She shows the stamp on the back of a plate: “Reproduced from a plate produced in 1735 for the Emperor of China.” The backstamp also includes the place where it was manufactured. Mottahedeh manufactures its wares in England, France, Germany, Portugal, Italy, and China. The choice “has to fit with the firing cycle of a particular factory,” she says, “and who can understand what we want and do the best job for the best price.”

The ceramics are not thrown by a potter, she explains, but made on a production line with the decoration applied by hand. A single plate may have as many as 25 colors and require three or four firings. The rolled edge that bends around the plate is hand painted.

The tobacco leaf design, with blues, yellows, pinks, orange, and green, is Mottahedeh’s best-selling design. Usually dinner plates have white in the center, “so you can find your food,” Kvalheim says, but the tobacco leaf’s bold design covers the entire plate. Originally a Chinese decoration, it was highly prized in the 18th century. A small phoenix bird perches on the leaves of the flowering Nicotiana (tobacco) plant. Mottahedeh’s reproduction comes from the Metropolitan Museum. “Twenty-seven colors and 22 karat gold make this pattern one of the most technically difficult to reproduce and one of the most lavish,” Kvalheim writes in her book, Mottahedeh: From Drawing Board to Dinner Table (Mottahedeh Company/Publishers, 2003).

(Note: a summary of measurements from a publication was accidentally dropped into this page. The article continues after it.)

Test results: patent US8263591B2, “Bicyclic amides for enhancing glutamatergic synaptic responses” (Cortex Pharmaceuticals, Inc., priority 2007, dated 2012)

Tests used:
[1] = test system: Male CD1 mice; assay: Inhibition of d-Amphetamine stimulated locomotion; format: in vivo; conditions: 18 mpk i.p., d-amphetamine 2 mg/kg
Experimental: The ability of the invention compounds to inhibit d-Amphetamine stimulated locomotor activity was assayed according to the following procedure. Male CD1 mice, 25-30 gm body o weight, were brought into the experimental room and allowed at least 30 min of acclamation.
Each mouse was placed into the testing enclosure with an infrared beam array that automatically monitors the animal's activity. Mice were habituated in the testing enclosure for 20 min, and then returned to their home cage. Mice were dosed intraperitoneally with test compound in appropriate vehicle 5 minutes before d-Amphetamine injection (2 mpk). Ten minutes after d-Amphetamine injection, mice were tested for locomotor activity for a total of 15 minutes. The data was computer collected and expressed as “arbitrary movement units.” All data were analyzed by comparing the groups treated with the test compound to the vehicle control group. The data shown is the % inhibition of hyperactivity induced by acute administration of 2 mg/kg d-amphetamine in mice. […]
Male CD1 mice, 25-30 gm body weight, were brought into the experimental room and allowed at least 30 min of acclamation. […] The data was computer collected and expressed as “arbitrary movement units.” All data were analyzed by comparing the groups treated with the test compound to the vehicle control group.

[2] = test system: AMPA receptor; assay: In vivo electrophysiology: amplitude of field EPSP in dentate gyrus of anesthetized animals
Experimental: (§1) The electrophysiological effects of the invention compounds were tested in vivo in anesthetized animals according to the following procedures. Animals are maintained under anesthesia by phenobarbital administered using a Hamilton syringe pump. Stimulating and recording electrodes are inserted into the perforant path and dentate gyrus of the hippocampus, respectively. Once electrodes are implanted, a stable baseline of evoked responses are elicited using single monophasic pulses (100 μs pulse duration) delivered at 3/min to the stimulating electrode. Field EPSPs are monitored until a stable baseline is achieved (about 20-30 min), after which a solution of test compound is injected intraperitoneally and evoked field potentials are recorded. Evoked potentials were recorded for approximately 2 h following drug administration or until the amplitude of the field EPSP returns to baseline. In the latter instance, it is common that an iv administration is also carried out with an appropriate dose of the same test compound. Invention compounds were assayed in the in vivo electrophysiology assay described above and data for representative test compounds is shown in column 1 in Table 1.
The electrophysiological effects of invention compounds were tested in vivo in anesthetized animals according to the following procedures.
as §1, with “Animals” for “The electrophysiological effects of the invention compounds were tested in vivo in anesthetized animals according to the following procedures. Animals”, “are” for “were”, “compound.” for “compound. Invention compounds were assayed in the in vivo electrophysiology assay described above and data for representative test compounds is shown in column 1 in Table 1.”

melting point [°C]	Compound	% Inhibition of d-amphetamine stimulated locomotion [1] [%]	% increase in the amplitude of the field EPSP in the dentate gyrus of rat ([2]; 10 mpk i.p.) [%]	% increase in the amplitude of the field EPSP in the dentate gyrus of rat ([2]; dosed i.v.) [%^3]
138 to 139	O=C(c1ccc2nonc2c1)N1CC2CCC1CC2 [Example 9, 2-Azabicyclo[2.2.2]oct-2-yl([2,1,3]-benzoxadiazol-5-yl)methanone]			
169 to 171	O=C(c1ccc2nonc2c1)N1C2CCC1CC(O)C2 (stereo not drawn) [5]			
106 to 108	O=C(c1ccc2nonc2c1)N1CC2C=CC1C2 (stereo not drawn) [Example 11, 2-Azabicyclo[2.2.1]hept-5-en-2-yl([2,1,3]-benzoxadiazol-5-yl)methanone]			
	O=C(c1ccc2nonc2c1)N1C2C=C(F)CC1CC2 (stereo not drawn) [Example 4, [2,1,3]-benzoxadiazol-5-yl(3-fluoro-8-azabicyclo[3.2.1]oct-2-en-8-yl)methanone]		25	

PHOTO COURTESY OF MOTTAHEDEH

Another popular design, Merian, derives from 17th-century botanical illustrator and scientist Maria Sibylla Merian, whom Kvalheim describes as a Renaissance woman. A self-styled entomologist, Merian took home flowers and plants and drew the changes she noticed in the insects living on the plants. Her botanical illustrations were full of bugs and a leaf or flower with a chewed-off part. Her book of illustrations and the scientific information it contained traveled to China where it was used as inspiration for porcelain design. Kvalheim’s first design project at Mottahedeh was to develop this into a dinner pattern, with tulip, thistle, petunia, iris, rose, lily, and carnation, eliminating the caterpillar but keeping the butterflies.